After Metaverse Fashion Week, What Are the Implications of High Fashion Going Digital?

Andrew M. Santos

After trying (and failing) to order a soda from an octopus waiter, I walked awkwardly in circles until finding the luxury fashion district at Metaverse Fashion Week. Bathed in purple light, it looks like the kind of high-end shopping center you’d find in an affluent Long Island suburb — sculpted hedges abut storefronts shaded by black awnings displaying brand names written in gold, one of which spells out Gary McQueen. The nephew of fashion legend Alexander McQueen, Gary had set up a store in the metaverse, or more specifically, in a virtual world called Decentraland, which hosted Fashion Week from March 24 – 27.

Though Metaverse Fashion Week ultimately baffled me, a non-metaverse native, it attracted big brand names in the traditional fashion world — Dolce & Gabbana, Etro, Cavalli, Fred Segal, and Tommy Hilfiger — and roughly 108,000 attendees throughout its four-day run, a representative for the event later told me. Together, participating designers and brands sold 7,065 virtual “wearables,” worth a total of $76,757, according to the rep.

Brands from “Web3,” a name for the internet that runs on blockchain technology, also had a significant presence. Rarible, a marketplace for selling and minting digital goods backed by nonfungible tokens (NFTs), sponsored a “street” for new designers, while Boson Protocol, a “customizable brand environment for metaverse commerce,” hosts a fireside chat with Tommy Hilfiger.

As Giovanna Casimiro, head of MVFW, tells me days before the event, a fashion scene has been “brewing inside Decentraland” for a while. Fueled by creators who’ve been visiting this glitchy, nascent metaverse, this digital fashion world is basically an extension of the “skins” players’ avatars can wear in video games. Because of all the time people spent online since the onset of Covid-19, more wanted to express themselves virtually in the way gamers would in multiplayer worlds like Fortnite. “People wanted to customize their photos on social media [by] wearing pieces that maybe were not so conventional…[or] physically possible. That discussion slowly transitioned to the fashion industry,” Casimiro says.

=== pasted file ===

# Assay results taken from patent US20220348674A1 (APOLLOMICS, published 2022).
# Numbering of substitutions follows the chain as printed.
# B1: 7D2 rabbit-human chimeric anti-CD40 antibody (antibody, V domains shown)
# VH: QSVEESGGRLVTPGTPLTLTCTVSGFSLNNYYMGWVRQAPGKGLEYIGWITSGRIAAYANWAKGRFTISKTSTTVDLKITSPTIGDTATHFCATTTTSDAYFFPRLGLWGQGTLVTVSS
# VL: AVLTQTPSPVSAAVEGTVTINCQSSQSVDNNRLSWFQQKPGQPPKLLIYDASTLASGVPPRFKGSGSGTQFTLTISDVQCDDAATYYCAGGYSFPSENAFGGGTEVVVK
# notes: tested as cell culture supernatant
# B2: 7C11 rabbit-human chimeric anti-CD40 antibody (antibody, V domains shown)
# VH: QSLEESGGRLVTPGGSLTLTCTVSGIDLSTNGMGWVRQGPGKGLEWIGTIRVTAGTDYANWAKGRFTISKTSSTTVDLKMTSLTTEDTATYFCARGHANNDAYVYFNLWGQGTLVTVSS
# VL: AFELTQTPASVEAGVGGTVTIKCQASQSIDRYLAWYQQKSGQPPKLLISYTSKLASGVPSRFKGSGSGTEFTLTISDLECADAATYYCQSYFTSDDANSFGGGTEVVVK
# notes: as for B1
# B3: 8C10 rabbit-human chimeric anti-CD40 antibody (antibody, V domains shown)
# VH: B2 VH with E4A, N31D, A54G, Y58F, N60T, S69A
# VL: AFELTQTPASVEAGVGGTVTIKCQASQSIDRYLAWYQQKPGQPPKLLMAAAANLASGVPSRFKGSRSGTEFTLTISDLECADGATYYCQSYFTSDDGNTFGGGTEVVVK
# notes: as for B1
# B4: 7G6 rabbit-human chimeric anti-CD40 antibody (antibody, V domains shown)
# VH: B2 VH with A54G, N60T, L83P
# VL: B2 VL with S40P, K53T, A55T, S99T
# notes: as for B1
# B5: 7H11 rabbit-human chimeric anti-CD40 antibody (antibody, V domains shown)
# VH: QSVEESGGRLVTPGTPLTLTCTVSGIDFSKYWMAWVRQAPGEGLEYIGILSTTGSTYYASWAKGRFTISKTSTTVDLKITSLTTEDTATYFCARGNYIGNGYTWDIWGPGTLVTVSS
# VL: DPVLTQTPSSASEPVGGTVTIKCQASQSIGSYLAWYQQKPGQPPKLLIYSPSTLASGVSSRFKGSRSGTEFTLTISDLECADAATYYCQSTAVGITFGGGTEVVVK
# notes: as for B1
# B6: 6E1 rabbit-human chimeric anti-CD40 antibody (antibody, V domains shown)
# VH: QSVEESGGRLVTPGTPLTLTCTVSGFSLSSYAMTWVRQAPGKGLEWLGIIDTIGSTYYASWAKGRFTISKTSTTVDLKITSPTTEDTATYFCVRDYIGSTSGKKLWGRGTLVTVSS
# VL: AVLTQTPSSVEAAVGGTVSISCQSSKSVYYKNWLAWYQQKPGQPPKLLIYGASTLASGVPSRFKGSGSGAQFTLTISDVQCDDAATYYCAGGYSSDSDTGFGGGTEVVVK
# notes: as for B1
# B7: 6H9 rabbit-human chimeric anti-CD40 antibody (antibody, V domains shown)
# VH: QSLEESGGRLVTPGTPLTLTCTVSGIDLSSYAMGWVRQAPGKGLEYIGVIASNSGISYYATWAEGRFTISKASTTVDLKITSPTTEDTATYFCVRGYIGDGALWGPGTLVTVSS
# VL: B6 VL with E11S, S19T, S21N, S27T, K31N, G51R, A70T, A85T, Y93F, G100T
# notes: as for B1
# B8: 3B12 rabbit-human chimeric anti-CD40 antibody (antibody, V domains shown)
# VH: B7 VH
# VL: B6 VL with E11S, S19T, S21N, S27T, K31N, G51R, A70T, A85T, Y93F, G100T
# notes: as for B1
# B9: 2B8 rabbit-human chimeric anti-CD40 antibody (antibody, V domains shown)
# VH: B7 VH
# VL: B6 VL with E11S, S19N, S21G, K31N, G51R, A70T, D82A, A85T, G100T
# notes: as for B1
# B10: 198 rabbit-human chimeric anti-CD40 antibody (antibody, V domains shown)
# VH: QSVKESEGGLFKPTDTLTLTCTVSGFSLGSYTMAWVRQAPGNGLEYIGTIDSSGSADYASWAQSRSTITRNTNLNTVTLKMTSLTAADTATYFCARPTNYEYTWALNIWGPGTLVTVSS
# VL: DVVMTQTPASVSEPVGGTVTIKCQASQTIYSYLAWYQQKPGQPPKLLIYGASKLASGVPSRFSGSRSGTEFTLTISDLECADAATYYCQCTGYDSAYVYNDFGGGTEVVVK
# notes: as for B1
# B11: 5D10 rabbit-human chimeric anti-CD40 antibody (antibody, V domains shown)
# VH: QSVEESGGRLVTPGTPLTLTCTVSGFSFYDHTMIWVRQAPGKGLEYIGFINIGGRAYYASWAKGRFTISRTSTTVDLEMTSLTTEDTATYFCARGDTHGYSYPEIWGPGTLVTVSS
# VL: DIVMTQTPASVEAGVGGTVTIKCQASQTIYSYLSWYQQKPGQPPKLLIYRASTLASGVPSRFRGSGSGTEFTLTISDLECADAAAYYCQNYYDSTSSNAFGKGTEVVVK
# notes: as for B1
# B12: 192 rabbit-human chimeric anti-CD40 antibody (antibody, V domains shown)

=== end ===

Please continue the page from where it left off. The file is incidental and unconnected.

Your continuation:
Plus, she adds, metaverse-based fashion offers a potentially sustainable twist on self-expression. Keeping up with the latest looks online could preclude the need to keep buying fast fashion, a wasteful and exploitative industry.

That all sounds good enough, but can digital outfits really replace the need for physical shopping? And how many people truly care about their online avatars’ appearances, let alone how they look in a “metaverse?”

“I’m digitally connected more than I am physically connected,” says Seth Pyrzynski, VP of strategy and innovation for Subnation (a self-described “gaming and esports media holding company”) at Web3. Subnation’s latest efforts within the metaverse space include projects like Artcade x Fred Segal, a gallery featuring NFTs at Fred Segal’s flagship Sunset Boulevard store. “We’ve moved into this phase where this digital life is going to be us,” Pyrzynski said. 

Pyrzynski admits he’s spent a “good bit of money” on his digital branding, dressing his Decentraland avatar in ways that both emphasize his individuality (like its hair color) and indicate his belonging to a “tribe.”

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